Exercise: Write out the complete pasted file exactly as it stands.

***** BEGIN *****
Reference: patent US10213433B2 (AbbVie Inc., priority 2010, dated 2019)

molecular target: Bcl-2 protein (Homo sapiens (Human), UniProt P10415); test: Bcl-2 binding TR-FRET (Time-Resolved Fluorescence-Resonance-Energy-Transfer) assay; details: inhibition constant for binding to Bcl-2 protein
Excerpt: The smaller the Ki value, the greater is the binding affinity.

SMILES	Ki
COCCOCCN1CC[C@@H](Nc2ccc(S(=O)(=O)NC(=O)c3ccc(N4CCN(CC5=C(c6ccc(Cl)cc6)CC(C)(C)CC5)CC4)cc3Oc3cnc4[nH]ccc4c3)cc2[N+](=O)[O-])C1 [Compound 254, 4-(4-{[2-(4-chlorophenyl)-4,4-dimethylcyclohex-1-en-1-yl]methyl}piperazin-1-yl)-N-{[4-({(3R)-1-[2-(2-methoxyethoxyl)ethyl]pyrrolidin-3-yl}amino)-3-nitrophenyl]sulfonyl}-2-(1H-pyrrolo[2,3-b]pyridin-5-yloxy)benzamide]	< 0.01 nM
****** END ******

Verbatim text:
Reference: patent US10213433B2 (AbbVie Inc., priority 2010, dated 2019)

molecular target: Bcl-2 protein (Homo sapiens (Human), UniProt P10415); test: Bcl-2 binding TR-FRET (Time-Resolved Fluorescence-Resonance-Energy-Transfer) assay; details: inhibition constant for binding to Bcl-2 protein
Excerpt: The smaller the Ki value, the greater is the binding affinity.

SMILES	Ki
COCCOCCN1CC[C@@H](Nc2ccc(S(=O)(=O)NC(=O)c3ccc(N4CCN(CC5=C(c6ccc(Cl)cc6)CC(C)(C)CC5)CC4)cc3Oc3cnc4[nH]ccc4c3)cc2[N+](=O)[O-])C1 [Compound 254, 4-(4-{[2-(4-chlorophenyl)-4,4-dimethylcyclohex-1-en-1-yl]methyl}piperazin-1-yl)-N-{[4-({(3R)-1-[2-(2-methoxyethoxyl)ethyl]pyrrolidin-3-yl}amino)-3-nitrophenyl]sulfonyl}-2-(1H-pyrrolo[2,3-b]pyridin-5-yloxy)benzamide]	< 0.01 nM